Environmental degradation leads to human rights violations – CHR

Published June 15, 2021, 4:40 PM

by Czarina Nicole Ong Ki

Commission on Human Rights

The Commission on Human Rights (CHR) warned that environmental degradation can lead to very serious violations of human rights.

In a statement, the CHR said the violations, caused by improper disposal of waste and hazardous materials, will negatively impact the health, food and water safety, housing, and overall wellbeing of Filipinos.

In line with the observance of the Philippine Environment Month this June, the CHR highlights the government’s programs that improve waste management in the country.

It cited the complete closure of 335 open dumpsites all over the country by the Department of Environment and Natural Resources (DENR).

It said the closure shows the commitment of the DENR to strictly enforce Republic Act No. 9003 or the Ecological Solid Waste Management Act of 2000.

“RA 9003 specifically bans the use of open dumpsites for solid waste by any person, including local government units (LGUs),” the CHR said through Spokesperson Jacqueline Ann de Guia.

“We commend the appropriate cases that have been filed by the DENR against public officials who have not fully complied with the law in their capacity as heads of LGUs,” De Guia said.

She cited some of the health and environmental risks of illegal dumpsites such as contamination of soil and water, increased risks of natural disasters and health issues, as well as the disruption of wildlife.

“Unlike sanitary landfills, illegal dumpsites do not have built-in systems and constant monitoring for environmental safety,” she said.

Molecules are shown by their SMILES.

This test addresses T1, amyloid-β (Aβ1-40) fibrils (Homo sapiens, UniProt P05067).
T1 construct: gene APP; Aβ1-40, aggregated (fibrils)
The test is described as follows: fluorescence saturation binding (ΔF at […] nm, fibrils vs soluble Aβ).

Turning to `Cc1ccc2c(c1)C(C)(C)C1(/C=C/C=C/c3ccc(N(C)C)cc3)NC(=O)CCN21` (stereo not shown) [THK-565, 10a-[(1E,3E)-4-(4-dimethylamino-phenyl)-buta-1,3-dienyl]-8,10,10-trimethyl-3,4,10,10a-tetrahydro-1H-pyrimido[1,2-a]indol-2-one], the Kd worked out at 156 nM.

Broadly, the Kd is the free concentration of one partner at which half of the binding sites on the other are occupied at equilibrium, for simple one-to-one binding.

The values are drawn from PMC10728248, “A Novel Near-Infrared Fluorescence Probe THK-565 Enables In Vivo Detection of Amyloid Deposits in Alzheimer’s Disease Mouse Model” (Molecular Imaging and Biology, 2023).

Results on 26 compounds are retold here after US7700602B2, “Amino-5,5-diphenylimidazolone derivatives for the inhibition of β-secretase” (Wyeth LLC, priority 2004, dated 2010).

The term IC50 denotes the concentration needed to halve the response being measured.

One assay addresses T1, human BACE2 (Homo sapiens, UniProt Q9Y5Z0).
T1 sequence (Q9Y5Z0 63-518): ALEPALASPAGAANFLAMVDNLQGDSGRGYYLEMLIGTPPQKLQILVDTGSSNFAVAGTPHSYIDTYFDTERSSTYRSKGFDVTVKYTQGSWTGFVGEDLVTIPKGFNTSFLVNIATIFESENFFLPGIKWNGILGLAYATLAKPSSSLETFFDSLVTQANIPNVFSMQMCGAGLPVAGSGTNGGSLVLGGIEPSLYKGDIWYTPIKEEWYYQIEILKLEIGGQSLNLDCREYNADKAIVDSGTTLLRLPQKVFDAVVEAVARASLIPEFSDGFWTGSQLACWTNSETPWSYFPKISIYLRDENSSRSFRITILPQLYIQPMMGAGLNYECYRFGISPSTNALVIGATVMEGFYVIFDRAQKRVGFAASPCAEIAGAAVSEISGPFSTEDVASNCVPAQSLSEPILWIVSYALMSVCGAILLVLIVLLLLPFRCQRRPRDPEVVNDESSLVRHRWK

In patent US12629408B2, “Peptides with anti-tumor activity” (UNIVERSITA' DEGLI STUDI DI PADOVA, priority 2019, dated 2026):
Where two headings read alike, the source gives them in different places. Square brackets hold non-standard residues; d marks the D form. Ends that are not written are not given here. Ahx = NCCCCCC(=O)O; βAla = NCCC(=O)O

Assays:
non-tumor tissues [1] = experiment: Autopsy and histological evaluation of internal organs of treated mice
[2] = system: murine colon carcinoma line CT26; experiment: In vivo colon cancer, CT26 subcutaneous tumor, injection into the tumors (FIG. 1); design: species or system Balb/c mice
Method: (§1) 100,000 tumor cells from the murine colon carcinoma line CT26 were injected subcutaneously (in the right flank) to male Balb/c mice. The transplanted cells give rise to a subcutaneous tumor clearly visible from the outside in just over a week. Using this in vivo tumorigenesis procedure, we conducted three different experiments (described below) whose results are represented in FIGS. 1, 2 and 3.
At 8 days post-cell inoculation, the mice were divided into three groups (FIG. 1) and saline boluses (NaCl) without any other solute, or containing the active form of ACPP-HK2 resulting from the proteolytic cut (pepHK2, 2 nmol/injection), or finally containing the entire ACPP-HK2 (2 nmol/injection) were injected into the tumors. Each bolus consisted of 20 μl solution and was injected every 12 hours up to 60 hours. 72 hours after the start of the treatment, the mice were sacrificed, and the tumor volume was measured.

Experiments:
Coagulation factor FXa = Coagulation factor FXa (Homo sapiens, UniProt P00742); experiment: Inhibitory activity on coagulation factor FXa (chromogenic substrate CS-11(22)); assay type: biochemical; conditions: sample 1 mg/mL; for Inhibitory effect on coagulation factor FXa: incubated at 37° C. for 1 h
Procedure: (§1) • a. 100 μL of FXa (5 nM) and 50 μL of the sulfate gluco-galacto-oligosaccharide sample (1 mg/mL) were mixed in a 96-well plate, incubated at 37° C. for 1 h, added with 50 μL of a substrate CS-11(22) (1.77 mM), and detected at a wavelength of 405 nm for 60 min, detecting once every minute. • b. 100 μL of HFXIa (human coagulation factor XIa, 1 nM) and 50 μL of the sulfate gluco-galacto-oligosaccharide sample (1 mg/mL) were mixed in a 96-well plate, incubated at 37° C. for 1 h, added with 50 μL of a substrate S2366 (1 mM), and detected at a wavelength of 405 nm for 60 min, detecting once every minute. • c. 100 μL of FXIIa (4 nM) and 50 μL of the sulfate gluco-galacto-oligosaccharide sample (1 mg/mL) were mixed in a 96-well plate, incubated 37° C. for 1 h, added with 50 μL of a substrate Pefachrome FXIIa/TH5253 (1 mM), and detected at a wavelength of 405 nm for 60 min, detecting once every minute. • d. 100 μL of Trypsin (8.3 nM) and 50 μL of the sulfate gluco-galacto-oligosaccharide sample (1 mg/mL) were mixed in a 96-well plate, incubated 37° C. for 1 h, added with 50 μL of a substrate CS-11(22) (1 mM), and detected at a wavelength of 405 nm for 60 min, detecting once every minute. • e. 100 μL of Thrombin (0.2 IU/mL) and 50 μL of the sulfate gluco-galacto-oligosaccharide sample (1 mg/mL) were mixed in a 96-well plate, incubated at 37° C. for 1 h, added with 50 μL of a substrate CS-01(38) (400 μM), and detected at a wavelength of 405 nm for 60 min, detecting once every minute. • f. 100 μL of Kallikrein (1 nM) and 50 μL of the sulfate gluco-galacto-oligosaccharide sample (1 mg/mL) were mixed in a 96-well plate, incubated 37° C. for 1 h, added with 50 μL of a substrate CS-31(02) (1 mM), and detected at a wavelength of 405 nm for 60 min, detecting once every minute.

For effective waste management, the CHR said that LGUs need to develop holistic approaches for reusing, recycling, and composting waste within their areas of jurisdiction.

De Guia pointed out that the current health crisis has made it more difficult for local communities to adhere to proper waste management.

She said the collection of waste from certain locations such as quarantine facilities, lockdown areas, and isolation centers pose a different set of hazards since they may be potentially infected with COVID-19.

To cope with these challenges, the CHR said that LGUs need stricter compliance with the National Solid Waste Management Commission’s (NSWMC) Resolution No. 1364 series of 2020 or the Interim Guidelines on the Management of COVID-19 Related Health Care Waste.

This is especially crucial since there is a notable increase in medical and personal protective equipment being thrown away, it stressed.

De Guia also said: “With or without the pandemic, the CHR underscores that from national to household levels, there is an urgent call for waste management to be treated as essential public service. This will not only improve environmental sustainability and health outcomes but will surely contribute to the full enjoyment of our basic human rights.”